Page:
Chapter 13 bankruptcy allows a debtor to benefit from protection against aggressive forms of debt collection such as foreclosure, repossession, and wage garnishment, while requiring him or her to repay a portion of his or her debt. The repayment amount is based on the financial assets available to the debtor along with the amount of secured and unsecured debts owed. When filing for bankruptcy relief, a monthly repayment amount is proposed and the bankruptcy trustee will decide whether that amount is appropriate or not. However, it is possible that over the course of the three to five-year repayment period, the amount will change. Knowing why a chapter 13 payment increase may occur will help you understand the process should it ever happen to you.
A Secured Debt is Paid Off
The chapter 13 repayment amount is largely influenced by the debts you have and the income you receive. Major changes to either factor could cause your payment to increase. If you own a home or a vehicle, paying it off means that you have more disposable income each month. At that point, the bankruptcy court may decide to increase your monthly payment obligation to complete your plan faster or pay off other creditors in your plan.
Additional Income is Received
Changing jobs is one of the most common reasons for a bankruptcy plan payment increase. Moving on to a higher-paying career or position usually means that the debtor’s income increases. Along with raises or promotions to higher paying jobs, the court may also view consistent overtime as a source of additional income. Any income increase that appears to be reccurring or consistent could lead to an increase in bankruptcy payments.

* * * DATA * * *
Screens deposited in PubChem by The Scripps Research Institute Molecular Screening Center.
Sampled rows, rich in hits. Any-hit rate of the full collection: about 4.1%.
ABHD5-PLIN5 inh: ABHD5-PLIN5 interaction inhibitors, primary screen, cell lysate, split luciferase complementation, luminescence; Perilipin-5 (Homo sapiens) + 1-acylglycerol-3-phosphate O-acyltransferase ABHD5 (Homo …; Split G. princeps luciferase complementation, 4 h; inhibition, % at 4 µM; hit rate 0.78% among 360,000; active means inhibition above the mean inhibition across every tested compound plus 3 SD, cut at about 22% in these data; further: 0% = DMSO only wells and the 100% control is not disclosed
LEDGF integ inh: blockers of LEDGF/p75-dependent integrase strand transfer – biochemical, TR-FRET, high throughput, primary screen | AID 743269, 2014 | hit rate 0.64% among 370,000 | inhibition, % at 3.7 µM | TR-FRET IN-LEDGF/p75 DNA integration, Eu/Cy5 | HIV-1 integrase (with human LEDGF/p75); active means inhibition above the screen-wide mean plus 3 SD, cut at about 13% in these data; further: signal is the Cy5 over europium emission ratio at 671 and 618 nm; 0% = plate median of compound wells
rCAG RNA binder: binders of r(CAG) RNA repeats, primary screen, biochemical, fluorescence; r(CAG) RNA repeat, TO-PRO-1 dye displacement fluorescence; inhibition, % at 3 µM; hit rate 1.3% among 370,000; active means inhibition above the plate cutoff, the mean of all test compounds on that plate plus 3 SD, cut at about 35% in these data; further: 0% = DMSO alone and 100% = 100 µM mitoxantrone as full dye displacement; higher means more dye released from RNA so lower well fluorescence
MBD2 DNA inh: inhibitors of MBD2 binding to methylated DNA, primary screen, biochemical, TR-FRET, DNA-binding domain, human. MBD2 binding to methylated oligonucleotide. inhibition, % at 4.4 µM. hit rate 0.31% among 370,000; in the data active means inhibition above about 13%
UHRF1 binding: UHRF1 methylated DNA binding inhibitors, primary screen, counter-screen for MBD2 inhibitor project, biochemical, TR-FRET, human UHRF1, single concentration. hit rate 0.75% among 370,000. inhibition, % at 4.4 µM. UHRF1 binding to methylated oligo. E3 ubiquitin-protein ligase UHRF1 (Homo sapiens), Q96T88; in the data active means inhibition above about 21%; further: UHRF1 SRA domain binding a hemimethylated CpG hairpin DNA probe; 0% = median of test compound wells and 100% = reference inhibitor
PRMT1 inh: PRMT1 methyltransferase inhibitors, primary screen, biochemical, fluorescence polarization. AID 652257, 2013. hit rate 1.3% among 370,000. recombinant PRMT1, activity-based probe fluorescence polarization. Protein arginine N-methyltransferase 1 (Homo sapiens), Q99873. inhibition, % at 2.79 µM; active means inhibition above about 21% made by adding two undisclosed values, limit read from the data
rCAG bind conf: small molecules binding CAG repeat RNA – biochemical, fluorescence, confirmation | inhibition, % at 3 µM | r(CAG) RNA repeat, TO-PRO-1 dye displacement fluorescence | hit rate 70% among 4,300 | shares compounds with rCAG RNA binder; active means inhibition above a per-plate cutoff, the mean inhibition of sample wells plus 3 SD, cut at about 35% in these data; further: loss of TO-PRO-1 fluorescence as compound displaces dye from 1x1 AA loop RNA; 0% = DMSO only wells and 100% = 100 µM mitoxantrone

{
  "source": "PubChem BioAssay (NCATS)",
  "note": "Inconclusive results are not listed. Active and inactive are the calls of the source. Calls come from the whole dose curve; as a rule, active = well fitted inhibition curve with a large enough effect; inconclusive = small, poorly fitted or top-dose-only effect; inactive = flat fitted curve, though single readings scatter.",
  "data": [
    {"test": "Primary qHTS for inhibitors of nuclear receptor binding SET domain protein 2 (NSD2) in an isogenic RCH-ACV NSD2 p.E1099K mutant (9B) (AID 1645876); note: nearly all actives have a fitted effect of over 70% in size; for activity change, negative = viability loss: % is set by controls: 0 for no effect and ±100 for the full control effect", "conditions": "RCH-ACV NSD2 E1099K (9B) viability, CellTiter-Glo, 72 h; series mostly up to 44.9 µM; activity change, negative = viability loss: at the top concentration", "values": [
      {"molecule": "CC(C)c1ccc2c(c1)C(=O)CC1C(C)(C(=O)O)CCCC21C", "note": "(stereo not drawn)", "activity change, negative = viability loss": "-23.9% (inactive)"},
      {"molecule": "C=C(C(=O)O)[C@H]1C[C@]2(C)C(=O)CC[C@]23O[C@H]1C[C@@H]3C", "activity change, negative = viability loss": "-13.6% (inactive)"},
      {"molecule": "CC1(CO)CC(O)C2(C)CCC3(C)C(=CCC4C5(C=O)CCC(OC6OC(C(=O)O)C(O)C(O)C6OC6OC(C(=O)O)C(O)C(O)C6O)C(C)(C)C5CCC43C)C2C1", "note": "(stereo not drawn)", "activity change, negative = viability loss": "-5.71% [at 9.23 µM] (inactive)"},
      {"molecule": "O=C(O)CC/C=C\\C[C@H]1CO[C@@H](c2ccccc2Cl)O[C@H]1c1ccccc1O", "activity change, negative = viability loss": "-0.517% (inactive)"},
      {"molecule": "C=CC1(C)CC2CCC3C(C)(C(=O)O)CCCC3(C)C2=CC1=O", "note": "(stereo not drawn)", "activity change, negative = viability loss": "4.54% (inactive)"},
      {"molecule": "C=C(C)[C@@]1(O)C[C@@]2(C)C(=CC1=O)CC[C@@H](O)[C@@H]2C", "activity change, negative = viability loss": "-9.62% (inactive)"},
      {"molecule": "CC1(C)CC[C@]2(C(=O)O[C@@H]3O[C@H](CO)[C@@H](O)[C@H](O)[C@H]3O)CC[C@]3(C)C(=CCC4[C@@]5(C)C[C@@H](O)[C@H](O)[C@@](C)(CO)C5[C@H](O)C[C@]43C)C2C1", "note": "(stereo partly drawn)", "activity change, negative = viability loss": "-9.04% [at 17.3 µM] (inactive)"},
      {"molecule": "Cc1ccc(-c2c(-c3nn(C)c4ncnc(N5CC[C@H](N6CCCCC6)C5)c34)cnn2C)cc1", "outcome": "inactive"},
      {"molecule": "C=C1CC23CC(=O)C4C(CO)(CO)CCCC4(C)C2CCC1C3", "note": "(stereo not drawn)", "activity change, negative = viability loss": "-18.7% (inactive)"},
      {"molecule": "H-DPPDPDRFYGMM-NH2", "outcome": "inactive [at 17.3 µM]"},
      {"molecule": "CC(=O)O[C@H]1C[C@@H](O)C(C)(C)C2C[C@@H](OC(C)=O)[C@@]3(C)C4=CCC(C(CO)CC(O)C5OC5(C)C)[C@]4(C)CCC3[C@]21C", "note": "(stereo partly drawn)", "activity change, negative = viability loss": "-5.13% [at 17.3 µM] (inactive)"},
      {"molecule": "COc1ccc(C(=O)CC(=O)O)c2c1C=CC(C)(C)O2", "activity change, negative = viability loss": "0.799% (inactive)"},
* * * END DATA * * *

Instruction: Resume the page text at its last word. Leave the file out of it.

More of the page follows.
Support Payments End
Monthly support payments such as alimony and child support are taken into consideration when your debt-to-income ratio is determined. Depending on the age of your children or the time-frame outlined in your divorce decree, your period of making payments could end before your bankruptcy is discharged. When your monthly support obligations end, your trustee will determine a new repayment amount based on the increase of disposable income you now have.
Falling behind on your monthly chapter 13 payment could extend the life of your repayment term. Usually when this occurs, your trustee will file a motion to dismiss your case or have it converted to chapter 7. Instead of losing your bankruptcy protection or being forced to convert to a chapter that does not allow you to retain certain property, your attorney may be able to have your case reinstated by bringing the plan current. Either a lump sum to catch up on past due payments is required or your monthly payment is recalculated to include the past due amount.
Contact a Bankruptcy Attorney
If you are considering filing chapter 13 bankruptcy or having issues with an existing case, do not hesitate to reach out to a qualified bankruptcy attorney. The legal team at Resnick Law is here to answer your questions and provide you with the help you deserve. The decision to file bankruptcy is not one to make lightly, and we are dedicated to providing you with the high quality legal representation you need. Contact either of our two conveniently located offices today to schedule an initial consultation.
(image courtesy of Oliwier Gesla)